It goes without saying that where you grew up – the colours, people, architecture, sounds, smells of a place – play a huge role in who you become as a person. But what about the family roots that are in your blood, and perhaps in tiny snippets of childhood memories, but not your upbringing? How far can they impact who you are as an individual, and the sort of work you make as a creative?
Photographer and director Renell Medrano was born and raised in the Bronx, New York – a place she’s spoken about fondly. “Growing up, I was always sitting in a salon with a few other females, Black, Hispanic, and we were always getting our hair done – that was like our sanctuary, that was like our safe space. It was a community,” she told Time magazine last year.
But for all her love of that community, Medrano has also long been fascinated by her family’s heritage and her roots as a Dominican-American. In order to pay homage to this heritage, turn the lens on rarely documented communities and provide a celebratory photographic love letter to her parents, Medrano decided to take a trip to Dominica. It was a journey that proved at once physical, spiritual and revelatory in terms of explaining aspects of her creative process.
The trip resulted in a new body of work, including 18 photographs and a short film co-directed with Thuan Tran, that is about to go on display in a London exhibition entitled Pampara, which takes its name from the Spanish translation for ‘it’s lit’.
The new pieces showcase Medrano’s return to her homeland-of-sorts, navigating the Caribbean island of Dominica as both a largely unfamiliar geographical space and a site that’s had a profound impact on her perspective. Pampara, which was commissioned by the editorial arm of WeTransfer’s WePresent, narrates her return to Dominica through her interactions with its natural beauty, architectural peccadilloes, and more importantly the frequently larger-than-life personalities that inhabit it.
It’s these people that make Medrano’s images so captivating: whether her subjects are staring directly into the lens, or caught apparently off-guard, they demonstrate the photographer’s ongoing commitment to showcasing a sense of community and its importance in an age where such bonds are rapidly ebbing away.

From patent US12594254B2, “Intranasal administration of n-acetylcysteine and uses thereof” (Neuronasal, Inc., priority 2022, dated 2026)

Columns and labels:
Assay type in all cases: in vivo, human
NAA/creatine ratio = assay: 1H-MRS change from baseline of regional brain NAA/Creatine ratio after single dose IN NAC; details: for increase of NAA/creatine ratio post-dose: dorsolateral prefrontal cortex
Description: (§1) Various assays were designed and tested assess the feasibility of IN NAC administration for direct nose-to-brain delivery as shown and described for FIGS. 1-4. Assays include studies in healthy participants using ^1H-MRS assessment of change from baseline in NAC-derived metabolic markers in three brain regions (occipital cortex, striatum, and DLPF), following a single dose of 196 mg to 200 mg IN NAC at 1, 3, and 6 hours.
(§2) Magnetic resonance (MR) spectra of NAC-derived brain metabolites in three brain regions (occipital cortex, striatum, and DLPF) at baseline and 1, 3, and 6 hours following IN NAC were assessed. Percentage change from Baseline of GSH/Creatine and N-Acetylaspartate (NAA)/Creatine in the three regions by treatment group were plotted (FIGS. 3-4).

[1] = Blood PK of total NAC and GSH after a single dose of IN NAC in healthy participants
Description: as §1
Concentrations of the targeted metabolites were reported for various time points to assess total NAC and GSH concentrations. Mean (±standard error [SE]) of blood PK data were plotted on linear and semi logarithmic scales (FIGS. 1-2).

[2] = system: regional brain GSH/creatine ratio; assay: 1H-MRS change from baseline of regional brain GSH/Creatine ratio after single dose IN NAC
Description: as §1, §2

In one image, a mother and daughter stand together in colour configurations that are so well matched to one another and their surroundings as to look like a meticulously structured, pastel toned editorial; in another, children peer curiously at the camera with an air of both “an’ wot?!” and barely concealed fascination. The rich shades of baby pink, yellow and sunwashed blue bring a sense of nostalgia and calm to the shots, as though Medrano has perhaps finally come ‘home’ in her immortalisation of a place that’s meant so much to her and her elders.
Acting as a personal visual storybook, the series demonstrates how a place that she might not have been wholly connected to in terms of her actual presence while growing up has had a deep impact on the way she works today: consider the vibrant colours she uses; the careful combinations of tones; sunlit streets that feel hot to even look at; and her witty knack for capturing bags of charisma in a static image.
There’s innocence in some photographs – two boys snoozily roll about in sand, apparently without a care in the world – and experience, too, with one photograph cropped to reveal just midriff tattoos and the proudly worn stretch marks that act as topographical markers of a life. The images act as a love letter of sorts to Medrano’s parents and their heritage; as well as an exploration of her roots, and the impact they have had on a more ambiguous level on her creative process today.
Medrano’s approach to photography acts as an exploration of geographical and social terrains, as well as a mirror of her emotional preoccupations. Her work showcases the possibilities for community and cohesion through art, via images that are both intimate and unapologetic.
“Pampara is me going back to my Dominican roots and exploring that in depth for the first time, my adult self returning to the culture and community I was surrounded by growing up,” says Medrano. “I wanted to pay homage to the loving energy and beauty of the Dominican way of life and let it shine for the world to see. My Dominican roots are embedded in my being and now I’m older I can see they are the reason why I shoot the way I do.”
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